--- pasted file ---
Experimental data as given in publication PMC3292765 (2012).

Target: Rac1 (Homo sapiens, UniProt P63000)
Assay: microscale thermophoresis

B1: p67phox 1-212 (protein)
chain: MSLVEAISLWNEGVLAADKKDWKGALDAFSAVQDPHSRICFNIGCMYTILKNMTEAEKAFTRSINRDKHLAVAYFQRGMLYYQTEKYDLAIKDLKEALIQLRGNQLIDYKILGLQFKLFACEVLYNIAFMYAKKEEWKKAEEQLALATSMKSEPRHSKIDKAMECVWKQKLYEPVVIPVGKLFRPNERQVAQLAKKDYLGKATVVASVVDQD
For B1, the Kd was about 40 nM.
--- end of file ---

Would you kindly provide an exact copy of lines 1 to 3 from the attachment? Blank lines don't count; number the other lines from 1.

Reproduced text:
Experimental data as given in publication PMC3292765 (2012).

Target: Rac1 (Homo sapiens, UniProt P63000)
Assay: microscale thermophoresis